The Central-Western Mediterranean is one of the most important and studied regions worldwide to investigate the occurrence and genesis of potassic and ultrapotassic rocks and analyze the complex interactions between crust and mantle at convergent plate margins. The spatial association between potassic magmatic rocks and porphyry Au and Cu-Au deposits and precious-metals epithermal deposits is long recognized, raising interest in evaluating the prospectivity of the terrains where they intruded. Furthermore, K-rich alkaline rocks host significant rare earth element deposits worldwide, and some may even be intrinsically enriched in platinum-group elements. However, it is still unclear why some major potassic-alkalic igneous provinces are barren. In this context, the Pleistocene-Quaternary, barren K-rich igneous rocks of the Roman Magmatic Province represent an excellent Au-devoid reference province to refine geochemical tools to discriminate between fertile and infertile arc magmas and identify the crucial factors that led to such sterility. The present study analyzed 13 potassic and ultrapotassic lavas from the Vulsini Volcanic District, Sabatini Volcanic District and Alban Hills Volcanic District and one lava-hosted ultramafic xenolith in lavas from the Alban Hills Volcanic District. Petrographic microscopy, whole-rock and mineral geochemistry were used to investigate the features of these lavas and provide additional data for constraining the conditions for formation of the Roman Magmatic Province. The resulting mineralogy of the 13 lava samples is almost identical, consisting mainly in an assemblage of clinopyroxene, olivine, leucite, nepheline and spinel (Ti-rich magnetite- hercynite), with rare fluorapatite and F-rich phlogopite. Trace element patterns indicate subduction-related geochemical signatures (low Ta–Nb, high Rb–Cs–LREE) and suggest sourcing of these magmas from a peridotitic sub-continental lithospheric mantle intensely metasomatized by reaction with melted metapelites. Mineral chemistry results highlight the influence of carbonatic wall-rock assimilation in shifting the composition of the magmas towards more undersaturated compositions. The ultramafic xenolith consists of coarse-grained, cumulus-textured clinopyroxenite rich in F- bearing phlogopite and fluorapatite. Clinopyroxene hosts mono- to polyphase Fe-rich sulfide blebs and droplets absent from the lava in all districts considered. Hence, this xenolith has been further investigated to detect Au anomalies by evaluating the micron-sized sulfide blebs’ composition and Au signals (pyrrhotite, pentlandite, chalcopyrite) through electron EMPA chemical maps and scanning electron microscopy (SEM). A geological model is proposed to account for Au-bearing Fe-Cu-Ni sulfide blebs in the xenolith and contextualize the results to illustrate the processes likely involved in the Au- infertility of the Roman Magmatic Province.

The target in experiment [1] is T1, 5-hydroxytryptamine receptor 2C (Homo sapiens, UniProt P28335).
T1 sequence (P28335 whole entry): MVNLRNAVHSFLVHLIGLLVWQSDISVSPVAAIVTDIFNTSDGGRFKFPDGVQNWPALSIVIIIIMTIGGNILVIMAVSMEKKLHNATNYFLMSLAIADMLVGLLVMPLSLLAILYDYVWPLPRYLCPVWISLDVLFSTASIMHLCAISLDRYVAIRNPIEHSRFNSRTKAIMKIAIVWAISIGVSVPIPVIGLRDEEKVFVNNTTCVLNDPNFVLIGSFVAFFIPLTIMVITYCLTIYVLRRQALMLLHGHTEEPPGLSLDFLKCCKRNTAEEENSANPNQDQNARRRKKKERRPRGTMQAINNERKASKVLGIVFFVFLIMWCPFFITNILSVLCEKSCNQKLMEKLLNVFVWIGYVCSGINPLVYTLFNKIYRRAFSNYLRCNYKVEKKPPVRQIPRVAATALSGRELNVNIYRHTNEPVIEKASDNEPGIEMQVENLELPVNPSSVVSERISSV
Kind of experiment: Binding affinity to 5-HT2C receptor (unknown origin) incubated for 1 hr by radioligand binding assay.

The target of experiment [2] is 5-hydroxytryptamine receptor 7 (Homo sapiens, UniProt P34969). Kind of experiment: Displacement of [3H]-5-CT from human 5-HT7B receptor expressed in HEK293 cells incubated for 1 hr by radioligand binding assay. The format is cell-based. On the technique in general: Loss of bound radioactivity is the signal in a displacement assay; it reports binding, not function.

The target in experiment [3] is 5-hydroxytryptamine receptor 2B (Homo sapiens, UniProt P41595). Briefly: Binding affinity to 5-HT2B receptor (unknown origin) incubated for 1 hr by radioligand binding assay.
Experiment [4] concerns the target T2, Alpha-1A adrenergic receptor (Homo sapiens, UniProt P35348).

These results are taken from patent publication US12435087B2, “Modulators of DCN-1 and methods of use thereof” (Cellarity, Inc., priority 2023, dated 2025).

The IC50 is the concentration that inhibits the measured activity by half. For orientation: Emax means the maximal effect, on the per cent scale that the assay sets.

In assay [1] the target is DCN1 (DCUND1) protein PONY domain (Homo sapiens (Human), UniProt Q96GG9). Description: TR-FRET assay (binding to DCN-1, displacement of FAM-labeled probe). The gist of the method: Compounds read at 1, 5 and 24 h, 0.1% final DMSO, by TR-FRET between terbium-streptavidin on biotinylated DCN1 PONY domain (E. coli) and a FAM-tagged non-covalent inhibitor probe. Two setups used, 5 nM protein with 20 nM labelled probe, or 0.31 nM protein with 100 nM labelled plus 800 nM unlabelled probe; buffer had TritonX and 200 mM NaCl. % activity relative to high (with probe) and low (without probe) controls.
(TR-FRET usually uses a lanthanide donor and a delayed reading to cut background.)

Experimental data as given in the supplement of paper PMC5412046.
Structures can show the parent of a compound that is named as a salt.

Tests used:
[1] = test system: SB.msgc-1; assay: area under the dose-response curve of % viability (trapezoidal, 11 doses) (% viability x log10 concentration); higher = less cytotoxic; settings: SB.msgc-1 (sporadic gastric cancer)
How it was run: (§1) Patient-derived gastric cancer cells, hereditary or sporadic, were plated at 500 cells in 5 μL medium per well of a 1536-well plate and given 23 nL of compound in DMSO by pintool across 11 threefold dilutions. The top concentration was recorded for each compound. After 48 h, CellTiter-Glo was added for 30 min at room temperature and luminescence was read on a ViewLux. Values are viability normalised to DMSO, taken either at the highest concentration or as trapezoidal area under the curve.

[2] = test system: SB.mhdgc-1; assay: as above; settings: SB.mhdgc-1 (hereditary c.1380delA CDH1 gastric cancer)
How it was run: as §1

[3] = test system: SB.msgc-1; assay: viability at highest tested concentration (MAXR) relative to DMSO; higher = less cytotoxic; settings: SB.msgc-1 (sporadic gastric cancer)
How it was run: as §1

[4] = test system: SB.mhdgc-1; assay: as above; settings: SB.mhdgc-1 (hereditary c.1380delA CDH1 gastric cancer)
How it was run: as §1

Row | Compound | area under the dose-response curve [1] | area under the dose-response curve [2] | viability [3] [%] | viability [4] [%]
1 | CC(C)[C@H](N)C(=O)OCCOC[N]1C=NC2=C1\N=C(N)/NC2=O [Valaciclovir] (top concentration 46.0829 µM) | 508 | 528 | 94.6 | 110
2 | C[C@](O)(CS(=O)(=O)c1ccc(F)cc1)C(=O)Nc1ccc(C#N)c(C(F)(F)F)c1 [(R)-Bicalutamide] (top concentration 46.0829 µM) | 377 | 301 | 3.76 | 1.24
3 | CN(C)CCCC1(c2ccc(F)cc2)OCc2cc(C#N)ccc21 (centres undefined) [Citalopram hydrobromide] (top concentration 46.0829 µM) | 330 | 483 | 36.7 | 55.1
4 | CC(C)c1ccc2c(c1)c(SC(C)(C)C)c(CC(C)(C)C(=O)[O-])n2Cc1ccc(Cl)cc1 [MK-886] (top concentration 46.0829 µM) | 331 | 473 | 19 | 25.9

Potassic and ultrapotassic rocks from the Roman Magmatic Province: crustal and mantle processes involved in terrains’ Au (in)fertility / F. Palozza, R. Braga, M. Moroni, M. Fiorentini, R. Loucks, C. Nogueira Mafra - In: SGI-SIMP 2022 : Geosciences for a sustainable future : Abstract Book[s.l] : Società Geologica Italiana, 2022 Sep. - pp. 1215-1215 (( convegno SGI-SIMP 2022 tenutosi a Torino nel 2022.